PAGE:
A Celebration of Serving Manufacturing for 90 Years: MMS Looks Back

A brief history of Modern Machine Shop and its contribution to the industry.


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Time passes, conditions change, the world progresses — 
those who are found keeping pace with the new order of things 
are those young enough in mind and spirit to recognize 
the value of the new and make themselves a part of it.

— Don G. Gardner, Founder, Gardner Business Media

With those words, my grandfather Don Gardner and his business partner Howard Campbell launched Modern Machine Shop magazine. Those words are prominently displayed in our corporate lobby in Cincinnati, Ohio, today, and they perfectly express our mission as a media company.

Don Gardner came from Monticello, Indiana, where his father owned a movie theater in nearby Delphi. Don attended Wabash College and worked early in his career as a salesman for newspapers, notably the Rocky Mountain News in Denver, Colorado. He moved to Cincinnati when he became Iron Age magazine’s Southwestern sales manager. Along the way, he met Howard Campbell, who was Midwestern editor for American Machinist magazine.

Don Gardner and Howard Campbell did two very innovative things: They started Modern Machine Shop as a digest-size magazine, which was very different from the 7- by 10-inch-magazine format at the time, and they distributed it free of charge to qualified individuals in metalworking plants. The driving force behind the magazine was, and still is, the content. Helping manufactures be more competitive, more productive and better able to produce quality products remains the cornerstone of the MMS brand.

In our 90 years, we have had six editors at the helm: Howard Campbell, Fred Vogel, Ken Gettelman, Tom Beard, Mark Albert and Peter Zelinski. This continuity of service has served us well. Each of these editors maintained a clear and consistent vision of our purpose and reason for being.

Second Generation

Modern Machine Shop publisher Gardner Business Media Inc. is a family business. Don Gardner had two daughters, and one of them, Helen, married my father, Richard S. Kline, who took over the company in 1947 when Don Gardner died. As a natural-born salesman, my father realized the value of content and was a big supporter of our editorial purpose. Also, following the advice of Ken Gettelman, he encouraged our attendance and efforts internationally. By that participation, we have been able to follow trends and make friendships that have served us well since technology and innovation come from all over the world now.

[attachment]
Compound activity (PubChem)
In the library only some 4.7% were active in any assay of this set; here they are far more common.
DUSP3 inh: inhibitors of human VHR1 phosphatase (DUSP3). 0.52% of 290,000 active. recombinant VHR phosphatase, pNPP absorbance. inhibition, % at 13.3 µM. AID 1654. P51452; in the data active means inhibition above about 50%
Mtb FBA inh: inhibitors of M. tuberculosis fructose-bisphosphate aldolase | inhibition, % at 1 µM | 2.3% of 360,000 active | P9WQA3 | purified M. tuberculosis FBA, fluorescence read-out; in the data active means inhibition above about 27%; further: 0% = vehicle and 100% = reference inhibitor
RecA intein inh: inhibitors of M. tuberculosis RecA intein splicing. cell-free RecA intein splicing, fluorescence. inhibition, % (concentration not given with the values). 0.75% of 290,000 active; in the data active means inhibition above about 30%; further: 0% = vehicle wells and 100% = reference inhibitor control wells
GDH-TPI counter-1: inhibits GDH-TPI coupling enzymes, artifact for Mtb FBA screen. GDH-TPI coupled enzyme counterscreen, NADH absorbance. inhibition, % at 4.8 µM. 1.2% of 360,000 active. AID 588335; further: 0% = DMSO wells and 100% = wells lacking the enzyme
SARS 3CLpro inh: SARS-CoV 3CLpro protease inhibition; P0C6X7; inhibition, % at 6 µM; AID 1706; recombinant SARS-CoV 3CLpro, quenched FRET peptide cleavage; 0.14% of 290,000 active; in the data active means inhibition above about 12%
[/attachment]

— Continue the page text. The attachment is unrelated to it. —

Third Generation

Helen and Richard S. Kline had four children: Margaret, Steve, Don and I, the oldest. My brother Don Kline died several years ago. Margaret and Steve Kline are no longer involved in the business. My brothers and I each have two children, and five of Don Gardner’s six great grandchildren currently work at Gardner Business Media, all in key positions.

People sometimes ask me how I manage a company with five close relatives. My flip answer is that you have to pick them very carefully (like you really have a choice). I have been very fortunate in that all of them are smart and have found positions that meet their aptitudes and their needs.

Fourth Generation and Today’s Values

Our fourth generation agrees upon four foundation values that are important as Gardner Business Media grows and progresses:

  • Run the business with integrity.
  • Build a successful business.
  • Make the work personally rewarding.
  • Provide a fun environment.

These values are for all employees, not just family members. I would add that we work hard to treat customers, suppliers and each other with respect. When we make mistakes (and we do make them), we try hard to exceed our customers’ expectations. Often, we know about mistakes before customers do, and we “make good” by offering a solution that we hope far exceeds what they would ask for. If we do that, we end up with a customer who is not only appreciative, but has great loyalty moving forward.

My dad and Don Gardner believed that in any enterprise, the leader is wise to pick associates smarter than they are. Our employees would probably tell you that in my case, it wasn’t hard.

In any event, I have learned that smart people with different aptitudes and interests lead to a richer, more balanced company. I feel compelled to add that women comprise about 50 percent of our company in a variety of roles, many of which are leadership. These women add great value and richness to our business.

I hope you can tell I am very proud of our company and the contribution it has made to manufacturing. You can rest assured that we will continue to value content, and we will do our best to help our audience better understand technology, products, processes and trends that will affect and transform manufacturing.